Taylor, a surgeon and Chartist, was born on 16th September 1805 at Newark Castle, Ayrshire, the eldest son of Captain John Taylor of Blackhouse, Ayrshire, who had served in India and married an Indian lady. His family was connected with the Ayr Coal Company and owned considerable property in Ayrshire. Taylor was, in his own words, ‘born to immense affluence’ and ‘educated in the most splendid fashion’, with poetry, Byron, and political reform as his chief interests from youth. He was trained in medicine, probably at Edinburgh University, and was for a time a naval surgeon.
Taylor spent a substantial part of a £30,000 legacy fitting out a ship which he took to the aid of the Greeks in their war of independence. Much of the remainder disappeared in legal costs defending his libel of Thomas Kennedy, who had defeated him in the 1832 parliamentary election for Ayr burghs. That cost him control of the Ayrshire and Kilmarnock Gazette. His next two years were spent trying to make a commercial success of the Ayr Chemical Company. Then he used the remaining funds to purchase the Glasgow trade-union-supported newspaper The Liberator, which survived until May 1838. His obsession with Byronic heroics led him into several jousts with the law, especially in the first year of the Chartist movement, but initially in France in 1826 for plotting sedition with French republicans and again in September 1833 for challenging Kennedy, now a lord of the Treasury to a duel.
By the end of 1836, Taylor had contested two parliamentary elections, become a leader of the Anti-Corn Law Association and chairman of the West of Scotland Radical Association. His handsome appearance, with dark flashing eyes and flowing locks of curled hair: ’he carried ladies’ hearts by storm’ Harney later commented together with his impassioned eloquence helped to establish his widening reputation as a radical reformer. He became popular in the north of England in the winter of 1837–8 with his campaign to support the Glasgow cotton spinners against their sentence of transportation. His main claim to fame and notoriety came with the blossoming of the Chartist movement, in which Taylor quickly became identified as one of the ‘physical force’ wing, tempted to move beyond the mere threat and demonstration of popular strength.
Taylor’s initially moderate behaviour in the general convention earned him the sobriquet of Mirabeau of the Chartists, but this was displaced after May 1839 by periodic declarations promising liberty or death. After his arrest and brief imprisonment, following the Bull Ring riots, he denounced most of the convention as spies, cowards, and traitors, and engaged himself in plotting insurrection in Cumberland and Northumberland. This was intended to be part of what proved to be a badly co-ordinated plot for synchronised uprisings in Yorkshire and south Wales, along with Taylor’s ‘men of the north’, which resulted in partial outbreaks at Newport in November, and later at Sheffield, Dewsbury, and Bradford. By that time Taylor had been arrested in Newcastle, bailed for £400 sureties in Carlisle, and plagued by chronic illness, lack of money, and shattered dreams of heroic rescues. By February 1840, even the authorities decided they need no longer take him seriously and the charges of sedition were dropped. In March he left Hull for Germany, before returning to Larne, Northern Ireland, where he spent the rest of his life at the manse of his brother-in-law the rector of Island Magee. There he devoted himself to writing religious verse and to religious study with a view to entering the church. Taylor, who never married, died of consumption at the rectory on Island Magee on 4th December 1842, and was buried two or three days later in Island Magee churchyard, where a statue was erected over his grave. Commemoration dinners were held by the Chartists of Ayr, Prestwick, and Greenock. A statue in ‘Taylor’s cemetery’ at Wallacetown, Ayr, was erected by public subscription in Ayr and Kilmarnock in 1858. Apart from his editorial writings of the 1833–8 period, Taylor’s publications include Letters on the Ballot (1838), The Coming Revolution (1840), Christian Lyrics (1851), and other verses in Modern Scottish Poets (volume 15, 1893).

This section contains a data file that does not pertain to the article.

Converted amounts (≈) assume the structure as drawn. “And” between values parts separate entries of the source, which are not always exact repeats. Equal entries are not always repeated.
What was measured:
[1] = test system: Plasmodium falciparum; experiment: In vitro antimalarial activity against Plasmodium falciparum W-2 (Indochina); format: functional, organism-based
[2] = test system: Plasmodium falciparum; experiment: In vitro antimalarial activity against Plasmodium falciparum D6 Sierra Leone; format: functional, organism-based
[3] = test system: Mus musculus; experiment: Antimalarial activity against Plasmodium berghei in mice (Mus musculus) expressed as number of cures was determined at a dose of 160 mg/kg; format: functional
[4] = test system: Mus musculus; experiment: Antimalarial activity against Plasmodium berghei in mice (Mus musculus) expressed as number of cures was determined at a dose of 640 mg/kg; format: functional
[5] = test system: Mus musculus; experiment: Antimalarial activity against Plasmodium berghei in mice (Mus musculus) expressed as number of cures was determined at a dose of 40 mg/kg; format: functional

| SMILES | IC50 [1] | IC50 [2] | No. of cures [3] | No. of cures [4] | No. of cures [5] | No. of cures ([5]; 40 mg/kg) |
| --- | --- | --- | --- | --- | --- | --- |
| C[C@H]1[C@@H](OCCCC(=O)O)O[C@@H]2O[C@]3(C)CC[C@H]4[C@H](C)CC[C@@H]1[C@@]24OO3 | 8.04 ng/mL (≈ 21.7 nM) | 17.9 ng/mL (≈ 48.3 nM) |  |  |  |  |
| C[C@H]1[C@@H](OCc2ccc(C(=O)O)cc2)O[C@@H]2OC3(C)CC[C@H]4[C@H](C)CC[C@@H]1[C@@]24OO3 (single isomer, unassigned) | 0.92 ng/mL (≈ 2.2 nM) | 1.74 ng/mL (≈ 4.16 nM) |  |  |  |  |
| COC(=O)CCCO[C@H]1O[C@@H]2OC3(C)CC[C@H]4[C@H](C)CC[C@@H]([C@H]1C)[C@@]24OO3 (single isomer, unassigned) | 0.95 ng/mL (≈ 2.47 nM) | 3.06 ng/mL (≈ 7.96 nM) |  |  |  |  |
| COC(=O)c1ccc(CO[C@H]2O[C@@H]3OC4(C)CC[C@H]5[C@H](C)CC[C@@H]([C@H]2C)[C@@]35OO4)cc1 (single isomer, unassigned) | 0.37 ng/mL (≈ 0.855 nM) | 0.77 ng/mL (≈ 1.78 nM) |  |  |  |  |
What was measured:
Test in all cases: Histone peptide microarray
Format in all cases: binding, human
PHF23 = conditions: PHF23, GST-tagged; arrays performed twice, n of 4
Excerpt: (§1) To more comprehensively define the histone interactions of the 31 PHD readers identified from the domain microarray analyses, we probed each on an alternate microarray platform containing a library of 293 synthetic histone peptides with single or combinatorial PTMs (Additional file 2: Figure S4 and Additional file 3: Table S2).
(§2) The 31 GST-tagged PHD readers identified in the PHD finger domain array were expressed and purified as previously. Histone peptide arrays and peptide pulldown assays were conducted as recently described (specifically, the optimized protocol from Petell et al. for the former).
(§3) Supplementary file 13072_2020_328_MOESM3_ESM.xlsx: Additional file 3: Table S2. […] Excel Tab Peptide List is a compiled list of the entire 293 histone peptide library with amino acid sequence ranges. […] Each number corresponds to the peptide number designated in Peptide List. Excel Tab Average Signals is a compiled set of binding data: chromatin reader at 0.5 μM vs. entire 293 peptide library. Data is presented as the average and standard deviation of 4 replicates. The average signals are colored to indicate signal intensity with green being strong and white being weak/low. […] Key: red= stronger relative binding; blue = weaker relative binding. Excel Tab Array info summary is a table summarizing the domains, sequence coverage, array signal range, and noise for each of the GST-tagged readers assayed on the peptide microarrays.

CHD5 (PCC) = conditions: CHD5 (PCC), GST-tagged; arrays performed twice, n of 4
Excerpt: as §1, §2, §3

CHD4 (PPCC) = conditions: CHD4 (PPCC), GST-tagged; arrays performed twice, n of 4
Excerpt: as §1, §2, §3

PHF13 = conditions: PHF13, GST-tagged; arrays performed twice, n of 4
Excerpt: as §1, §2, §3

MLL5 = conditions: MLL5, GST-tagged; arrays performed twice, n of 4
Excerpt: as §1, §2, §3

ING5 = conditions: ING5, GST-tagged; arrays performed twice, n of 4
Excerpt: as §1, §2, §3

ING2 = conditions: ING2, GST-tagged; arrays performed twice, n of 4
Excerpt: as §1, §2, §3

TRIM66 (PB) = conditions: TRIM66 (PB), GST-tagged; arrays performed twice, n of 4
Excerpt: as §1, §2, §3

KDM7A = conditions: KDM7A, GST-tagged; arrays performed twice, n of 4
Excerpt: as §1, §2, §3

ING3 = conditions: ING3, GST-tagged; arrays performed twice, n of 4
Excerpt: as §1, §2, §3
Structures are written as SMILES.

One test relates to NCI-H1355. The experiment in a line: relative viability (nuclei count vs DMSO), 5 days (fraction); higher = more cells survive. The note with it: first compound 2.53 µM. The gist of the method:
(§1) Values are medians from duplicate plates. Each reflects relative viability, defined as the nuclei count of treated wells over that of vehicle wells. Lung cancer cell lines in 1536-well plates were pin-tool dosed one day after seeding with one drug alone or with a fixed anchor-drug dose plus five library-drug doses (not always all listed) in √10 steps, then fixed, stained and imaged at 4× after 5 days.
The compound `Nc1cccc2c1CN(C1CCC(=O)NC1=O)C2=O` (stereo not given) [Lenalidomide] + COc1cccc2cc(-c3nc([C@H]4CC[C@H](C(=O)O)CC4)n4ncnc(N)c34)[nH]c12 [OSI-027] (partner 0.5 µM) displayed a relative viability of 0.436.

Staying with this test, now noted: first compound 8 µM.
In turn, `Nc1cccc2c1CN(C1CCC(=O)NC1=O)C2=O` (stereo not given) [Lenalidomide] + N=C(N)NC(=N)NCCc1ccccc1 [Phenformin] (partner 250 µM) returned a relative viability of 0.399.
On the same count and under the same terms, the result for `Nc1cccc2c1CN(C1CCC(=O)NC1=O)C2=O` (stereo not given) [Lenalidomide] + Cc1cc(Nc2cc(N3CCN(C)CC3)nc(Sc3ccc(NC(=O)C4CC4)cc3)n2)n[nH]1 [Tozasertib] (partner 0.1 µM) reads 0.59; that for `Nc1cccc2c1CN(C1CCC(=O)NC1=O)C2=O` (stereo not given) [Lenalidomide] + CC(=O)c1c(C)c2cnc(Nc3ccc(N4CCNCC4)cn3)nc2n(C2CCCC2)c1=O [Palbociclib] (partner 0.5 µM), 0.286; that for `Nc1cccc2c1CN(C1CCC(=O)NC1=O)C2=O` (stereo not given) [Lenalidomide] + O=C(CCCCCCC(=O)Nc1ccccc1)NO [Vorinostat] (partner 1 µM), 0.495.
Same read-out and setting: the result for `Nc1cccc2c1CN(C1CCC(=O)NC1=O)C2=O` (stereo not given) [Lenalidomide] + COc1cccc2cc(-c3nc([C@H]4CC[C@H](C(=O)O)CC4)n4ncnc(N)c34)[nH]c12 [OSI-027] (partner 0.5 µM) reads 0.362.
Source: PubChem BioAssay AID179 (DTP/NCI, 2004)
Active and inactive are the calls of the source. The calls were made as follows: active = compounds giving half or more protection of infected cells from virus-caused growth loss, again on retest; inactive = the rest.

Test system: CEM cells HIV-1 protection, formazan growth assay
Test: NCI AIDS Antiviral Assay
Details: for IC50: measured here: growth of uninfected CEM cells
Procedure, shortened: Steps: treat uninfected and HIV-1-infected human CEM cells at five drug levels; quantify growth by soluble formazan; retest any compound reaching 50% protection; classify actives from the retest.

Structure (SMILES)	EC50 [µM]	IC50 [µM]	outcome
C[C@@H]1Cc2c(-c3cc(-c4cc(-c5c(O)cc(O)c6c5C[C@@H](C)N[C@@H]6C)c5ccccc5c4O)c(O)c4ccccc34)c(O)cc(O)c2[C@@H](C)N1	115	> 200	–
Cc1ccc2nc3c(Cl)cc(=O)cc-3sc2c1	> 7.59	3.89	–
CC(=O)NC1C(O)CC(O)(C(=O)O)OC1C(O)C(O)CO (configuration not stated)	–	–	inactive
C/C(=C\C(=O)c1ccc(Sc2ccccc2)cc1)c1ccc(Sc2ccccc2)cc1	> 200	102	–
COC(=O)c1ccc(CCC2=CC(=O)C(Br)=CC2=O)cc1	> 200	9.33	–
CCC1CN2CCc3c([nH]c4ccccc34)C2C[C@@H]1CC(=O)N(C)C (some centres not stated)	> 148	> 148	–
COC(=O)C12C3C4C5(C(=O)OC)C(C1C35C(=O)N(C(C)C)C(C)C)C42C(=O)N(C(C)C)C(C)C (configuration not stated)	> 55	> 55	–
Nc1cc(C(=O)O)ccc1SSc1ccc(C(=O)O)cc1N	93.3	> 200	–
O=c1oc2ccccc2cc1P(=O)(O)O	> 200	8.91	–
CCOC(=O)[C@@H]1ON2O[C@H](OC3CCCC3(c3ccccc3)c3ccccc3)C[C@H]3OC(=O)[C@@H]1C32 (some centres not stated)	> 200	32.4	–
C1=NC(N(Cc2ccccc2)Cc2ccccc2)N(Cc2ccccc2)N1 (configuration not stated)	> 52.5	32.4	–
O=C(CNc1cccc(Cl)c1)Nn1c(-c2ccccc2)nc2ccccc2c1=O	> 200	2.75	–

Sources: A. Wilson Scottish chartist portraits, 1965, A. Wilson The chartist movement in Scotland, 1970, Birmingham Public Library: Lovett collection, volume 2, D. Urquhart The chartist correspondence, 1855, British Library: Place Collection, Add. MSS 27820–27822, 34245, R. M. W. Cowan The newspaper in Scotland: a study of its first expansion, 1815–1860, 1946, Northern Star (1838–45), True Scotsman (1838–40), Ayr Advertiser (1834–42), D. H. Edwards Modern Scottish poets, with biographical and critical notices, volume 15, 1893 and Newcastle Weekly Chronicle, 5th January 1889.
 True Scotsman, 27th April 1839.
 Case of Duel and Statement of Conduct of T. F. Kennedy M.P., 1833.
 Newcastle Weekly Chronicle, 5th January 1889.